The maelstrom does have an end, but you don't want to be there, the aim of the game, is to keep on sailing.
Off the coast of Norway, there lies an unusual phenomenon in the open waters not far off the coast of Mosken. I've never been there in life, but I've encountered it twice now on my literary journeys in Herman Melville's rather laborious Moby Dick and much more enjoyably in Cixin Liu's Death's End, the final instalment of the Three Body Problem trilogy.
In Death's End, the Moskstraumen is used as a metaphor for the inescapable and incomprehensibly complex black holes but I'm going to use it for the even more abstract concept of our mental wellbeing.
I’ve used the metaphor of the ship adrift on the ocean before, and I was reminded of it again by Richard Osman on Steven Bartlett’s Diary of a CEO podcast.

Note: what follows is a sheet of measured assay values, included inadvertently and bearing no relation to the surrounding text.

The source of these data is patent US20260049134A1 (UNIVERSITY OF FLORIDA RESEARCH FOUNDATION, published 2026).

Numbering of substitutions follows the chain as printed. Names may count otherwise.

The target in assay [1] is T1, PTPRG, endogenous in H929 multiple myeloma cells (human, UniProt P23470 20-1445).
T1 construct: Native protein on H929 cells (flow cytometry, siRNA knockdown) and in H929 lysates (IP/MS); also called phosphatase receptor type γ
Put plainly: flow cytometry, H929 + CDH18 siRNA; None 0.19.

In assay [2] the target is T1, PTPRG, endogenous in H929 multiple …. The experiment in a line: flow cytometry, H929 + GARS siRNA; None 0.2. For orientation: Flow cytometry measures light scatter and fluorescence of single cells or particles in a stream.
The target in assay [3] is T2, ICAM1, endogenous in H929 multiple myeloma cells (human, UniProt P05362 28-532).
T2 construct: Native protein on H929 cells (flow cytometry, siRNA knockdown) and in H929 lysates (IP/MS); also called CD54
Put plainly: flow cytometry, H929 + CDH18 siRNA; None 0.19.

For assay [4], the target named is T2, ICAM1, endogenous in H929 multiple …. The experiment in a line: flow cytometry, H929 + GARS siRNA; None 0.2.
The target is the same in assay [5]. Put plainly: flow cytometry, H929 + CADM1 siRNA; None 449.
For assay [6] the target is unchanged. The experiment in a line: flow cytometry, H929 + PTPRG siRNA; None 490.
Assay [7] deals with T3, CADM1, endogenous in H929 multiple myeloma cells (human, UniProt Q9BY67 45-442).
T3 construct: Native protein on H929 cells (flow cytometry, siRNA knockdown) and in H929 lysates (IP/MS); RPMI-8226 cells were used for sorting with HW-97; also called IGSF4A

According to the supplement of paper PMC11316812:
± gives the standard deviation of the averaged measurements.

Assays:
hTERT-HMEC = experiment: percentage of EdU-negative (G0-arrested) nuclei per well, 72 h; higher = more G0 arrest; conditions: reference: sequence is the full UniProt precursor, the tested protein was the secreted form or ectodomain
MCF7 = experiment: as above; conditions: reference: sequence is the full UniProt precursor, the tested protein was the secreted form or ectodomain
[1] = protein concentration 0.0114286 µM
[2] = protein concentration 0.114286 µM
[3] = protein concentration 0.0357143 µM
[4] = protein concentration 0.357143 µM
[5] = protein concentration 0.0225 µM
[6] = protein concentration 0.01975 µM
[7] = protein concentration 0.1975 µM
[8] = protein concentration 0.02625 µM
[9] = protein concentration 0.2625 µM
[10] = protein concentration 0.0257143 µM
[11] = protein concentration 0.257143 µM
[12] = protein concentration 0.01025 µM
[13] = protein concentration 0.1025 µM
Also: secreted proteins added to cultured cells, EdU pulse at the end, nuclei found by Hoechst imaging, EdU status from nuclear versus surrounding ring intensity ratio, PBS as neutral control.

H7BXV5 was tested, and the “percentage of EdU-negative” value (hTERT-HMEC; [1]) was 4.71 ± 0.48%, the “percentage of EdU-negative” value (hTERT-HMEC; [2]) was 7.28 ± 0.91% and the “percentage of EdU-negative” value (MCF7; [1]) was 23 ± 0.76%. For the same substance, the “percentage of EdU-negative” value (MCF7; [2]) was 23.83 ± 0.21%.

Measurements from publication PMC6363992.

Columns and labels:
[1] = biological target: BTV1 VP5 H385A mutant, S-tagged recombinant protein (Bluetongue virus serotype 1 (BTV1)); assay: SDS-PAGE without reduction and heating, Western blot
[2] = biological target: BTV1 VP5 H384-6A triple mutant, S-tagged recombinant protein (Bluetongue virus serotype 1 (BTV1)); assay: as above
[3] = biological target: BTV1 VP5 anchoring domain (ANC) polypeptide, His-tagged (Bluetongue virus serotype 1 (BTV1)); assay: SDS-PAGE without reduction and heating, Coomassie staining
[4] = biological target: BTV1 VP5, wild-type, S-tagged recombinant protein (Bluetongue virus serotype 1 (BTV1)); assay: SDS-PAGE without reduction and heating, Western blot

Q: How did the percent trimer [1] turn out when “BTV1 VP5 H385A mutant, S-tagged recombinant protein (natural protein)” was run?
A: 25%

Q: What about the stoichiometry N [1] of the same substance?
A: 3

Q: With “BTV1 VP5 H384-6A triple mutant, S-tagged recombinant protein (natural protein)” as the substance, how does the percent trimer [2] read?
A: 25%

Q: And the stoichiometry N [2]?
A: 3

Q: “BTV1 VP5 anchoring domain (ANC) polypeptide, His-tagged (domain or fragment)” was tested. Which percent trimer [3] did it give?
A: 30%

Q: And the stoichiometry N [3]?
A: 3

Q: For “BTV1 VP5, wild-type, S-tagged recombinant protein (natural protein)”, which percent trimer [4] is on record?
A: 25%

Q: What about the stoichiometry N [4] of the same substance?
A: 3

On the podcast, Osman talks about his own struggles, predominantly with food and how the only solution he could come up with during his difficult times, was to eat more of it. The shame he felt from his compulsive overeating pushed him to utilise the only coping mechanism he had, which was to eat more. Which of course, he'd feel more shame about. And the downward spiral, the descent into the whirlpool continues.
No matter how far into the maelstrom we are, the first step is always identifying that we're in it, but even still, I know I've felt depressed about feeling depressed. You can feel anxious about feeling anxious and you can definitely feel shame about feeling shame.
It's helped me to understand that I'm never going to fully escape the clutches of the maelstrom. It may seem a depressing thought at first, but for me, resetting my expectations so that I'm not hoping to be free forever more, empowers me to reach out for a safety line every now and then. It reminds me to keep looking after myself first, so I can best help those around me.
I don't need the weight of expectation that I won't have another low period.
I don't need to stress about not getting stressed.
Knowing that I'm existing in my own Moskstraumen, even if I struggle to pronounce it, means I have some power to keep sailing on my ocean